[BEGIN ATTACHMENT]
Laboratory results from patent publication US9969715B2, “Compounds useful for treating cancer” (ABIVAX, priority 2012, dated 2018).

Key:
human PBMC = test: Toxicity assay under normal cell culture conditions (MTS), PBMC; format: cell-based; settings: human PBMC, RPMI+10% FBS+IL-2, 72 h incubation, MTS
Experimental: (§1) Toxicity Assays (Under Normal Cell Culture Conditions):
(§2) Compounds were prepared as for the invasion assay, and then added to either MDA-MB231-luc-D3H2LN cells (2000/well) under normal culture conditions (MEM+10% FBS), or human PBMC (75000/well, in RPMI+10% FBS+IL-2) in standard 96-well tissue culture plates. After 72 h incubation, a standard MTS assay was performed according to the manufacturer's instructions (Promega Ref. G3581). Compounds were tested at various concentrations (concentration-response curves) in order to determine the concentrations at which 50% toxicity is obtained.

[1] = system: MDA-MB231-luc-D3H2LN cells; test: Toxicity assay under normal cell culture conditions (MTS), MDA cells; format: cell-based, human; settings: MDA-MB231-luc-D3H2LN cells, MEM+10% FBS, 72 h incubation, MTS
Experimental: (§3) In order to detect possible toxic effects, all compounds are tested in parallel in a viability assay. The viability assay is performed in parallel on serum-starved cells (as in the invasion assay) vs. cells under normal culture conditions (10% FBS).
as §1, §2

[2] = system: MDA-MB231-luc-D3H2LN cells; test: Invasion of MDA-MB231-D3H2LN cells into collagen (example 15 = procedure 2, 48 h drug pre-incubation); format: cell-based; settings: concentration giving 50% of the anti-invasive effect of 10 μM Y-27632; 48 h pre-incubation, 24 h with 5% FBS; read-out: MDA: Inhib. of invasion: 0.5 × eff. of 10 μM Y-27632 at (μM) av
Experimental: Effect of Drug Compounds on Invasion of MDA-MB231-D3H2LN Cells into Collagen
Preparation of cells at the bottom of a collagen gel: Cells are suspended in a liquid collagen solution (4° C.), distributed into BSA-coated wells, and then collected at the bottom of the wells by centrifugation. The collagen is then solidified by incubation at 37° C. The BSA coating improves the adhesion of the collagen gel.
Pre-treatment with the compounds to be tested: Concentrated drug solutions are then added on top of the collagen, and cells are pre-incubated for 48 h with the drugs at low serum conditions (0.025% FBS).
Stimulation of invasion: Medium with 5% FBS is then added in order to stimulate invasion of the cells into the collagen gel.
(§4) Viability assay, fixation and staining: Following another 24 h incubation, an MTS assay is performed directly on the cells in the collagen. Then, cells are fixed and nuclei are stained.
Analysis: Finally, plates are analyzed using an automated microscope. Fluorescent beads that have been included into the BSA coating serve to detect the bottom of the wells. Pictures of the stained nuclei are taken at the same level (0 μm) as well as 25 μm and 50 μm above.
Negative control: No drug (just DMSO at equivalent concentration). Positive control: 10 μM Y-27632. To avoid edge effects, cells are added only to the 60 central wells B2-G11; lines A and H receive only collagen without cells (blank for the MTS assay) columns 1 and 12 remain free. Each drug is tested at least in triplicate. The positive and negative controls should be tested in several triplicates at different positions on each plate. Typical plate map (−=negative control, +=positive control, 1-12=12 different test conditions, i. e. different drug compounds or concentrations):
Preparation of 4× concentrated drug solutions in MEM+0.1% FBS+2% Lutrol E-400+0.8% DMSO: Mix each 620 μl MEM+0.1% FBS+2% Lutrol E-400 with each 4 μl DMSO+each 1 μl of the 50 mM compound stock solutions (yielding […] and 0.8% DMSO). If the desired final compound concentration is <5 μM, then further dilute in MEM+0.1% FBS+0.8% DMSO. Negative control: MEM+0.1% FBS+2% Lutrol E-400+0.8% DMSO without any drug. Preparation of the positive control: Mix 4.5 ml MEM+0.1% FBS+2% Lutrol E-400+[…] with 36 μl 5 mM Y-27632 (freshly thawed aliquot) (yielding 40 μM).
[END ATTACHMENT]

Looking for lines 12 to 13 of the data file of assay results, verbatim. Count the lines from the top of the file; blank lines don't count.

Pre-treatment with the compounds to be tested: Concentrated drug solutions are then added on top of the collagen, and cells are pre-incubated for 48 h with the drugs at low serum conditions (0.025% FBS).
Stimulation of invasion: Medium with 5% FBS is then added in order to stimulate invasion of the cells into the collagen gel.